In the public eye thanks to the emergence of Bernie Sanders as an unlikely counterculture political figure, Vermont is the second least populated state in the US. Rugged and mountainous, far enough north to be plenty cold in the winter, low in crime, and home to top flight universities like Dartmouth: Vermont is certainly a place of contrasts. There's lots of guns, but also comparatively high taxation sometimes blamed for an outflow of people. I have things I could say about that further, but won't - I'll spare you a discussion of a sociological/economic nature today. What you're here for is talk about amusement/theme parks.
Without many people to have density of population, there was rarely a need for street cars, and with no street cars, no trolley parks. Only two amusement places are well established in the history of the state: Barber Park opened somewhere between 1900 and 1910, and closed its doors by 1924. Little is known of the park; a "Shoot The Chutes" postcard exist, which appears to be little more than a slide on a natural hillside. Concerts and Vaudeville shows seemed to be the primary attractions. Clement's Park is noted in Robert Cartmell's original coaster tome Incredible Scream Machine as having had a Figure 8 side friction coaster, and that's about the only record that exists of the park.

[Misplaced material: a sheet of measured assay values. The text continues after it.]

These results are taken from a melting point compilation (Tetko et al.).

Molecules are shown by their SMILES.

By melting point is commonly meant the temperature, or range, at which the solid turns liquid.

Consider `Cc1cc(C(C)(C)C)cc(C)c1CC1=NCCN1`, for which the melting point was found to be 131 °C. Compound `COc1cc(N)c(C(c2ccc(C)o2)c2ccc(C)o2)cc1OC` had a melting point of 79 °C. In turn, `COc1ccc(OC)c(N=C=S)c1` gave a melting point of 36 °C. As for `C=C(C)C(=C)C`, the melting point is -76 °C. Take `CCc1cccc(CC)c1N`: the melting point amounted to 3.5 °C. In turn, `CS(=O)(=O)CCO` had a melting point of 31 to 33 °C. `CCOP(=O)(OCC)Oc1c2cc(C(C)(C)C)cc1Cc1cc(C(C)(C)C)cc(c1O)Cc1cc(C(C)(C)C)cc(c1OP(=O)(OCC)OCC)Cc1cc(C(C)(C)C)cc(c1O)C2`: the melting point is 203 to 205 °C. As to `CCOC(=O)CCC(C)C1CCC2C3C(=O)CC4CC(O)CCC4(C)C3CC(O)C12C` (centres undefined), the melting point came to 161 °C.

It would be nearly a century after the closing of the PTC built Figure 8 that Vermont would again obtain a permanent roller coaster of some kind. Okemo Mountain was first in the region with a Mountain Coaster, opening the Timber Ripper in 2010. They'd be followed by a huge Aquatic Development Group attraction at Killington Resort in 2015. Given the popularity of the ski resorts here, it makes a whole lot of sense to replace the long existing alpine slides with a safer 4 season option, and just like everywhere else in the country, that's happening at a torrid pace.
Kiddie parks do have a place in modern Vermont: Quechee Gorge Village opened in 1985 as a regional shopping destination, and plans to add children's rides (including a used Wisdom coaster) in 2018. Santa's Land USA has had many struggles over the years: the rumor that it occupies the space once held by the defunct Clement's Park maybe has something to do with it. It was purchased and reopened after some heavy renovations in 2017. They have a short summer season, but hopefully with a smaller collection of attractions, they can hang on for a good while.
The state is also pretty low on water parks. Pump House Water Park at Jay Peak Resort is the largest water park of any kind, indoor or outdoor, in the state. at 50,000 square feet, it probably could be listed as "midsize" in the genre, having an Aqualoop and a Flowrider.